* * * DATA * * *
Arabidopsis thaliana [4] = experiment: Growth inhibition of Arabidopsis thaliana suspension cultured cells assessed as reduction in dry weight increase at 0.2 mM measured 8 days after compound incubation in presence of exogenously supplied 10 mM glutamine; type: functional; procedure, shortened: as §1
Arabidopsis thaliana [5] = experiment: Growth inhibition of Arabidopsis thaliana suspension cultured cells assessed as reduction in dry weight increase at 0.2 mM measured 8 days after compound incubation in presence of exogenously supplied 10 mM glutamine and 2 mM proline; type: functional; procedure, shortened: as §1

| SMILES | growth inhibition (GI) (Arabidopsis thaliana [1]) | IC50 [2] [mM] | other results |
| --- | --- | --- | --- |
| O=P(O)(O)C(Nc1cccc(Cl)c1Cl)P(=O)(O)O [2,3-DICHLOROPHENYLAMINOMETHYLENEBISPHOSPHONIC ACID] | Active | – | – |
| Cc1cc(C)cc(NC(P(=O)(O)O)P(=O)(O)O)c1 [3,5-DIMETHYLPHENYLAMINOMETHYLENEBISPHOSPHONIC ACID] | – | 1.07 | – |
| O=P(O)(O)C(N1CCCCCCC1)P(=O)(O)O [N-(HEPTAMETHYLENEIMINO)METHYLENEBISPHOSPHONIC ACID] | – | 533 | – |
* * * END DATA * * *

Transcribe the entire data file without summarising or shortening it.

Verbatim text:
Arabidopsis thaliana [4] = experiment: Growth inhibition of Arabidopsis thaliana suspension cultured cells assessed as reduction in dry weight increase at 0.2 mM measured 8 days after compound incubation in presence of exogenously supplied 10 mM glutamine; type: functional; procedure, shortened: as §1
Arabidopsis thaliana [5] = experiment: Growth inhibition of Arabidopsis thaliana suspension cultured cells assessed as reduction in dry weight increase at 0.2 mM measured 8 days after compound incubation in presence of exogenously supplied 10 mM glutamine and 2 mM proline; type: functional; procedure, shortened: as §1

| SMILES | growth inhibition (GI) (Arabidopsis thaliana [1]) | IC50 [2] [mM] | other results |
| --- | --- | --- | --- |
| O=P(O)(O)C(Nc1cccc(Cl)c1Cl)P(=O)(O)O [2,3-DICHLOROPHENYLAMINOMETHYLENEBISPHOSPHONIC ACID] | Active | – | – |
| Cc1cc(C)cc(NC(P(=O)(O)O)P(=O)(O)O)c1 [3,5-DIMETHYLPHENYLAMINOMETHYLENEBISPHOSPHONIC ACID] | – | 1.07 | – |
| O=P(O)(O)C(N1CCCCCCC1)P(=O)(O)O [N-(HEPTAMETHYLENEIMINO)METHYLENEBISPHOSPHONIC ACID] | – | 533 | – |